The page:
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Why I gave up playing gigs.

April 3, 2017

T Hazzard Sterts Nov 15

18 months ago I decided to focus on playing live while I still could. I found trying to get gigs myself was difficult, in that I naively assumed that people were polite enough to answer emails. I then discovered that venues were inundated with requests. Much later I discovered why: because of the dichotomy in the music business between big stars with record and publishing deals, song pluggers, PR people, managers and agents, etc, and the small fry without those bulwarks, it was hard for the small fry to sell CDs, etc. The only outlet was live gigs, with the result that venues were hugely over-subscribed. I heard earlier this year that there were over 20,000 acoustic artistes in the UK looking for gigs.

So I decided to find an agent, which in itself was hard because they were inevitably over-subscribed. I then found one in Exeter who took me on. She only got me one gig, and I had to push for it. Very few turned up. Those who did, loved it. Then she decided to quit because of ill-health. I managed to get about five more gigs last year, most of which were poorly attended, despite local newpaper articles, FB and Twitter.

Then I managed to get another agent whom I knew as a friend. She has been excellent using FB and Twitter, got me radio interviews, etc. But, apart from The Green Note gig in London, all had poor attendances. In Bristol, despite an hour-long interview on BBC Radio Bristol, etc, there were only nine in the audience. I’d flown the album producer over from San Sebastian and paid for hotels, etc. Then recently my agent announced that she was calling it a day (she has been over-working), having got me three gigs this month. One, in Exeter was cancelled: insufficient ticket sales. One booked for Sat 23rd at The John Peel Centre has been cancelled because of NO ticket sales. Brighton looks ok and I’ll have a guaranteed fee.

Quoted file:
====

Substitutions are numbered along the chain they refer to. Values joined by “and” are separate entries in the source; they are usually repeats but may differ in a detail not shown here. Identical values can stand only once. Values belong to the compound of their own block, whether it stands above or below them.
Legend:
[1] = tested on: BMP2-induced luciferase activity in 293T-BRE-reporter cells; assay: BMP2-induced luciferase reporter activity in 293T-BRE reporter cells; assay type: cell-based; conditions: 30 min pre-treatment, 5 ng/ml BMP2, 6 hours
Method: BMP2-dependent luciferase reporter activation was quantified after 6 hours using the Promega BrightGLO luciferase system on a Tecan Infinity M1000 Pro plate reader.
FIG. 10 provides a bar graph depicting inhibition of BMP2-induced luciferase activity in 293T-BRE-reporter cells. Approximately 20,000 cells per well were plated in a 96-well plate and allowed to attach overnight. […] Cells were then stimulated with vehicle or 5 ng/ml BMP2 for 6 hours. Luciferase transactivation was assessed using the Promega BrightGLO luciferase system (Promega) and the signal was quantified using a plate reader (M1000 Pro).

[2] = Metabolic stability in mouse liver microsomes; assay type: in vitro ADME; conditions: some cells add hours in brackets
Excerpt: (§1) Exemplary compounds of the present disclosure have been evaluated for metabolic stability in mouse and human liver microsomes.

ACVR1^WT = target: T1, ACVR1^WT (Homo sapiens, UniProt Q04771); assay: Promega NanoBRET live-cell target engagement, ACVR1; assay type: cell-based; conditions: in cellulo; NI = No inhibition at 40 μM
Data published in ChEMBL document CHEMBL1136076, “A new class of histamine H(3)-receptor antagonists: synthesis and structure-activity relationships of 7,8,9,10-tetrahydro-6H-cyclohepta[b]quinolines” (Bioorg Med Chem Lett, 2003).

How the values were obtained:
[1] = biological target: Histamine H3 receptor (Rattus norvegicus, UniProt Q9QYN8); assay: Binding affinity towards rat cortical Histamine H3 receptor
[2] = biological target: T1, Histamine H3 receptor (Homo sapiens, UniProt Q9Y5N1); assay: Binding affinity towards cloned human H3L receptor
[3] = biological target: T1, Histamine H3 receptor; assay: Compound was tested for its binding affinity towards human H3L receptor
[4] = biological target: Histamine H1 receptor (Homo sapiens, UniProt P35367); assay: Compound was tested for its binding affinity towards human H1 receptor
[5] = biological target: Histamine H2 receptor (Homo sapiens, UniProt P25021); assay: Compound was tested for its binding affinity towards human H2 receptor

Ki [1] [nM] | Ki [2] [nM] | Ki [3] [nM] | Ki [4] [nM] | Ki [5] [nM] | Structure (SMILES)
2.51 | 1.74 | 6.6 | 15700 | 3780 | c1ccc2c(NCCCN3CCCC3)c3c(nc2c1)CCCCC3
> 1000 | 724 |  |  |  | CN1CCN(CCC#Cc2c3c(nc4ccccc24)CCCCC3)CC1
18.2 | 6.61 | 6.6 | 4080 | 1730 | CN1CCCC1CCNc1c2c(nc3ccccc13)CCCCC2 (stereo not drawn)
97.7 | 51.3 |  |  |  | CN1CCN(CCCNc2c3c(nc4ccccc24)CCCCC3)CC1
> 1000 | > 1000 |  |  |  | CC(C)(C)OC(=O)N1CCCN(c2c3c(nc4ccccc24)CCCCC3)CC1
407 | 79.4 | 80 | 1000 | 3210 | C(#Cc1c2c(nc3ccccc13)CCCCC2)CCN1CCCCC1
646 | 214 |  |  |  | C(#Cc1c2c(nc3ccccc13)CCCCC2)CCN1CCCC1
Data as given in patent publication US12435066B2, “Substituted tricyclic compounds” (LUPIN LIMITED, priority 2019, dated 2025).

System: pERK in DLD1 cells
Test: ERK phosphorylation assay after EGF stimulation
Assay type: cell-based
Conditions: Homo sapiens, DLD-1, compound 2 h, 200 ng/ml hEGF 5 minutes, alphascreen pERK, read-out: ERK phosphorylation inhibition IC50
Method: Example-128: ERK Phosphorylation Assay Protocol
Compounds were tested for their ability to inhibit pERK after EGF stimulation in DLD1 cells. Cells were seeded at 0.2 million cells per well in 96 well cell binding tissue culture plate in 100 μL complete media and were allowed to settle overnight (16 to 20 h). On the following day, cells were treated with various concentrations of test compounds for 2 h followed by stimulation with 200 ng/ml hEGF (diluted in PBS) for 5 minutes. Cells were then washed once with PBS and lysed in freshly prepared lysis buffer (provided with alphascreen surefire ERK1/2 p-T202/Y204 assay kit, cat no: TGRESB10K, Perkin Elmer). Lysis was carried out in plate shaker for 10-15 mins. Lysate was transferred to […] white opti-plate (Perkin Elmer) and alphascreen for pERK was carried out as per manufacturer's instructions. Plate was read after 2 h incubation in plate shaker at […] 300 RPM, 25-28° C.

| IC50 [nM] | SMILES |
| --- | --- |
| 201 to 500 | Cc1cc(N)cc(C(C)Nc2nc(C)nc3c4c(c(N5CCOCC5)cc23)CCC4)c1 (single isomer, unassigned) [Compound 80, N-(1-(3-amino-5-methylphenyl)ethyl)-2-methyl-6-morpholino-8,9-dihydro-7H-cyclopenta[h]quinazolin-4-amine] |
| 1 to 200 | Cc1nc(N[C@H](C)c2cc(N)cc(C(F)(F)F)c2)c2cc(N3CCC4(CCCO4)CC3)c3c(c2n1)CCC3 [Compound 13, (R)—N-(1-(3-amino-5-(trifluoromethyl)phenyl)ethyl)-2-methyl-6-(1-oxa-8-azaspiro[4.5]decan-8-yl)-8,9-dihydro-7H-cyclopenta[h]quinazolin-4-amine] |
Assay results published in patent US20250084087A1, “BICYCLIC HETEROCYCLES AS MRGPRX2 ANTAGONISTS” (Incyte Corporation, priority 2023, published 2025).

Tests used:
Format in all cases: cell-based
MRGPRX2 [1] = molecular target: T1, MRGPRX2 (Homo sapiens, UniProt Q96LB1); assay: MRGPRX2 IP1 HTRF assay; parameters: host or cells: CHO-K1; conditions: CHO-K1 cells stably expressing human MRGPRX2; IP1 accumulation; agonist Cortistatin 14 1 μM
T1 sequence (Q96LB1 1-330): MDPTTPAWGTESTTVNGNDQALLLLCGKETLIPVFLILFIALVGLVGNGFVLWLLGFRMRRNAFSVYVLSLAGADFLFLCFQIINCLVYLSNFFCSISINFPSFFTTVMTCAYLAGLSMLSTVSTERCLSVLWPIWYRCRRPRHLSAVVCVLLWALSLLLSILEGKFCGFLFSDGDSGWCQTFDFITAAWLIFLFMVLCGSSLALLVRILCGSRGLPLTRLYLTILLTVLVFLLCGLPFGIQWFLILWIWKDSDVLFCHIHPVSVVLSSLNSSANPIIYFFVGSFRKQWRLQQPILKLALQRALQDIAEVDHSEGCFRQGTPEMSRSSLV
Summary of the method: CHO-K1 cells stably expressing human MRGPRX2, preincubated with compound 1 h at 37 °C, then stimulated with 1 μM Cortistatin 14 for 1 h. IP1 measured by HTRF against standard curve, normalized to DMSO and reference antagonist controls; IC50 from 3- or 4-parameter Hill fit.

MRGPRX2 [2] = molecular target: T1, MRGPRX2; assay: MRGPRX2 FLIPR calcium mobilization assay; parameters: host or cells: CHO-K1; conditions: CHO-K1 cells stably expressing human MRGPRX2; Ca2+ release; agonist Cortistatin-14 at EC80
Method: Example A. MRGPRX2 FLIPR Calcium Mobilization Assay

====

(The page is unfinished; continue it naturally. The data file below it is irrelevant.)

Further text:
So I have to face the fact that, while individuals here and there might like what I do, the vast majority couldn’t give a toss. In addition, I look on Twitter each day and it seems full of musicians vying for attention, pleading with us to crowd-fund their album, come to their gigs, etc. The majority are young and eager. I’m old and often tired! I also know from experience that you can rehearse till the cows come home but nothing hones a performance in front of an audience like regular performances in front of an audience, otherwise, you’re simply not match-fit. And there we have the catch 22.

I love playing to audiences, and we’ve had some great evenings together, but I think the time has come to continue to write, and possibly record (but I’m not sure to what purpose), sit in the conservatory, read all the books I keep meaning to, and drink vodka cocktails.

PS. Re Brighton gig: drove for five and a half hours on the hottest day of the year; less than nine in the audience; paid less than what had been agreed; drove five and a half hours back in similar sweltering heat (windows open; fan full blast). Barking mad.

Tony Hazzard  July 2016


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  1. Owen Bell (Nyckelharpa and Horn Fiddle) permalink

    This is very sad Tony and I find it utterly baffling, given your amazing extertise and ‘track record’ over the last 50 years.
    i won’t pretend for one moment to suggest my musicianship and experience is in ANY way, shape or form, comparable to yours, but I can tell you I have experience exactly the same situation.
    While I’m no composer, can’t sing and have never recorded, as you know, I play two very unusual instruments (the only ones of their kind in this entire state) and play dance music from many countries. I was naive enough to think this combination would be an attractive option for pubs and clubs, corporate events, private parties, weddings etc, but like you, I find most email enquiries go unanswered. I also had an ‘agent’ but after not getting ONE gig through them (or ANY communication) after 5 years, I let them go. Their excuse? Said what I offered only appealed to a ‘niche market’ but rather than use that as a ‘positive’ selling tool they chose to use it as a ‘negative’. So apart from one guy who owns a bar some 90 minutes from here saying he will book me ‘soon’ and an annual gig at a country fair in a town 2 hours drive away, I have no gigs and expect none. So I just play at home, continue to learn new tunes and post the occasional video on YouTube (which hardly anyone watches) If all people want is crap ‘tribute’ bands, so be it. Bottom line is, It’s my music that matters to me, not who chooses to listen to it. Like with you, but to a far FAR lesser degree, it’s THEIR loss. Keep on keepin’ on, mate. X

  2. Thanks, O, but it’s all ok. I have no sense of bitterness. My mantra is : “That’s that’s the way it is”. Things move on; times change; the music business has changed. I’m glad I’m the age I am. I wouldn’t like to be young and battling along with thousands of other young people to make my mark. Thankfully I did that in the sixties when the world was much kinder. 🙂

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